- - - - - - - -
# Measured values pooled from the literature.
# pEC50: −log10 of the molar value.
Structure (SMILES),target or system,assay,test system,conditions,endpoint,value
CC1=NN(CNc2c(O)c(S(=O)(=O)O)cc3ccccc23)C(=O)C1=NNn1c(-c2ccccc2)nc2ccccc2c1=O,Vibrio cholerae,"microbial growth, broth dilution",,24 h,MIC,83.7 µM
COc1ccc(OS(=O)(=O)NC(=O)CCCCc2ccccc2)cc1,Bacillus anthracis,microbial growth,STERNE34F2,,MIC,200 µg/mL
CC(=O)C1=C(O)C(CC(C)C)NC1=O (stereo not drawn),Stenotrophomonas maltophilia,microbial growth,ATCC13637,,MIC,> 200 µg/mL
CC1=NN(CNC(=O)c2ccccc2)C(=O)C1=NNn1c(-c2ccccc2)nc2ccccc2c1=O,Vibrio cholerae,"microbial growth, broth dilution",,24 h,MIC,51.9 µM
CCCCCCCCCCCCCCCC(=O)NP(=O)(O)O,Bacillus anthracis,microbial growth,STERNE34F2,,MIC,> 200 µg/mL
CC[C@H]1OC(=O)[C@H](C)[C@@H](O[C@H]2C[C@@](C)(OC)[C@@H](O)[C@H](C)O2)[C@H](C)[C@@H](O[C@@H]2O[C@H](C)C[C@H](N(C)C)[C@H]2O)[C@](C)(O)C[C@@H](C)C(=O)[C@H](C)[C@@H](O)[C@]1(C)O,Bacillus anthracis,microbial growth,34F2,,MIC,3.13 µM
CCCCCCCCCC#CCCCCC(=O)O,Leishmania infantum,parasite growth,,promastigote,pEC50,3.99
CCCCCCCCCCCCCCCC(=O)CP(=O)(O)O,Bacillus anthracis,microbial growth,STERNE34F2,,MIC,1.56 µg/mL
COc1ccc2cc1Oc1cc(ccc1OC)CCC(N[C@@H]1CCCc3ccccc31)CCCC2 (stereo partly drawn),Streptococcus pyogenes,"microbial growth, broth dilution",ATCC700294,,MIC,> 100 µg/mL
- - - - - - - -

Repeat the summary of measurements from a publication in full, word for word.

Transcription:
# Measured values pooled from the literature.
# pEC50: −log10 of the molar value.
Structure (SMILES),target or system,assay,test system,conditions,endpoint,value
CC1=NN(CNc2c(O)c(S(=O)(=O)O)cc3ccccc23)C(=O)C1=NNn1c(-c2ccccc2)nc2ccccc2c1=O,Vibrio cholerae,"microbial growth, broth dilution",,24 h,MIC,83.7 µM
COc1ccc(OS(=O)(=O)NC(=O)CCCCc2ccccc2)cc1,Bacillus anthracis,microbial growth,STERNE34F2,,MIC,200 µg/mL
CC(=O)C1=C(O)C(CC(C)C)NC1=O (stereo not drawn),Stenotrophomonas maltophilia,microbial growth,ATCC13637,,MIC,> 200 µg/mL
CC1=NN(CNC(=O)c2ccccc2)C(=O)C1=NNn1c(-c2ccccc2)nc2ccccc2c1=O,Vibrio cholerae,"microbial growth, broth dilution",,24 h,MIC,51.9 µM
CCCCCCCCCCCCCCCC(=O)NP(=O)(O)O,Bacillus anthracis,microbial growth,STERNE34F2,,MIC,> 200 µg/mL
CC[C@H]1OC(=O)[C@H](C)[C@@H](O[C@H]2C[C@@](C)(OC)[C@@H](O)[C@H](C)O2)[C@H](C)[C@@H](O[C@@H]2O[C@H](C)C[C@H](N(C)C)[C@H]2O)[C@](C)(O)C[C@@H](C)C(=O)[C@H](C)[C@@H](O)[C@]1(C)O,Bacillus anthracis,microbial growth,34F2,,MIC,3.13 µM
CCCCCCCCCC#CCCCCC(=O)O,Leishmania infantum,parasite growth,,promastigote,pEC50,3.99
CCCCCCCCCCCCCCCC(=O)CP(=O)(O)O,Bacillus anthracis,microbial growth,STERNE34F2,,MIC,1.56 µg/mL
COc1ccc2cc1Oc1cc(ccc1OC)CCC(N[C@@H]1CCCc3ccccc31)CCCC2 (stereo partly drawn),Streptococcus pyogenes,"microbial growth, broth dilution",ATCC700294,,MIC,> 100 µg/mL